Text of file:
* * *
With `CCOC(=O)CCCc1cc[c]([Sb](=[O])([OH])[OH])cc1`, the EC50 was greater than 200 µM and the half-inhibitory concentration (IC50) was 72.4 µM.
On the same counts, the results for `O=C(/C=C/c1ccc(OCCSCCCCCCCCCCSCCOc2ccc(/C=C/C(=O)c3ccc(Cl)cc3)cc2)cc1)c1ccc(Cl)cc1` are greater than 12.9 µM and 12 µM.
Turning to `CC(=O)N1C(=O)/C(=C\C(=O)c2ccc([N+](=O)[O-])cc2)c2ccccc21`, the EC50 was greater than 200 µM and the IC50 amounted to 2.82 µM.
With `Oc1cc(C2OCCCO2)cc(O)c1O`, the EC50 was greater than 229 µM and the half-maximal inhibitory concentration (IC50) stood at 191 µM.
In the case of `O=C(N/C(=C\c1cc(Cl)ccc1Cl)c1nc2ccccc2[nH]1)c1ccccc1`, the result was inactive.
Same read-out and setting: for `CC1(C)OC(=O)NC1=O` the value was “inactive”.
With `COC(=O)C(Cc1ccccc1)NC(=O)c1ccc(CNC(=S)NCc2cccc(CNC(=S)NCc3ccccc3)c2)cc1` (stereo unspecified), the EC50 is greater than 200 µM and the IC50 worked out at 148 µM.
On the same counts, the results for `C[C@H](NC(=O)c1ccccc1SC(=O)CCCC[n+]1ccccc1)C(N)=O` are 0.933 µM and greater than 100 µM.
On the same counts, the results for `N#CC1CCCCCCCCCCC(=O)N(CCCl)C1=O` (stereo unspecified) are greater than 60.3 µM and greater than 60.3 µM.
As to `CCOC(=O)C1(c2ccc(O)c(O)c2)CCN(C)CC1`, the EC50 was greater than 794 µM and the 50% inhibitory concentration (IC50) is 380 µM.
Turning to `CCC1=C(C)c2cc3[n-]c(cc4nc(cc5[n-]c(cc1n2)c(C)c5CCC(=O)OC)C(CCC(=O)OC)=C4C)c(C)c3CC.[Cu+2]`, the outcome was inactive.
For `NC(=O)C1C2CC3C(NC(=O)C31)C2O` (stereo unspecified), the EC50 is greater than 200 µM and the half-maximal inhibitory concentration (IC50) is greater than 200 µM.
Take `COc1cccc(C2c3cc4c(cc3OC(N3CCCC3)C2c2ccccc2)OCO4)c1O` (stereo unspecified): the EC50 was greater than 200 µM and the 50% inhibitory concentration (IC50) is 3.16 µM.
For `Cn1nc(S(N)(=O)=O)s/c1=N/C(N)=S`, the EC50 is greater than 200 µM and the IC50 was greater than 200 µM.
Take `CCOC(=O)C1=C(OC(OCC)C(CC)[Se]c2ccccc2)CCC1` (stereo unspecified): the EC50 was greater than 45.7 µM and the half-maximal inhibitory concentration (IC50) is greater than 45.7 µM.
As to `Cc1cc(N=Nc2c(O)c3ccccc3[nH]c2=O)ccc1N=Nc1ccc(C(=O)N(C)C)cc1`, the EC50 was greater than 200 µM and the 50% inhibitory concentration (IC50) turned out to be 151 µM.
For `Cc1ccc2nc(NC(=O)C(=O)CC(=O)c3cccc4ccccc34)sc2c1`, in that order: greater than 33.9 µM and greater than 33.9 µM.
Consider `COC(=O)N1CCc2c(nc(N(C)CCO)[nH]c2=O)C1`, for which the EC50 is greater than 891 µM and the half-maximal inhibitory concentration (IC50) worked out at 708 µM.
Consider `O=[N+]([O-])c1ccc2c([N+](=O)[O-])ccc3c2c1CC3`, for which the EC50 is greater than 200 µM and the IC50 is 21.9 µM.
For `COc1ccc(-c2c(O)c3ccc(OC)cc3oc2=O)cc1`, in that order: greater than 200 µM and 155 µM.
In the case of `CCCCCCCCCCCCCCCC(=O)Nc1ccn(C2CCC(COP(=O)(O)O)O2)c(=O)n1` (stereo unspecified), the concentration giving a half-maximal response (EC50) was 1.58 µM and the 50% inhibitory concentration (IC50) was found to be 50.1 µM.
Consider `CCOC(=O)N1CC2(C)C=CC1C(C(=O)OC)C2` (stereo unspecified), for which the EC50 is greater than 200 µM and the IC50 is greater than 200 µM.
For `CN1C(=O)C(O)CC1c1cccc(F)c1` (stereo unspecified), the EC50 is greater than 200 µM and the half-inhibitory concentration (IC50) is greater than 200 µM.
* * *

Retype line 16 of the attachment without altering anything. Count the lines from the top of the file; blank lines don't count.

As to `Cc1cc(N=Nc2c(O)c3ccccc3[nH]c2=O)ccc1N=Nc1ccc(C(=O)N(C)C)cc1`, the EC50 was greater than 200 µM and the 50% inhibitory concentration (IC50) turned out to be 151 µM.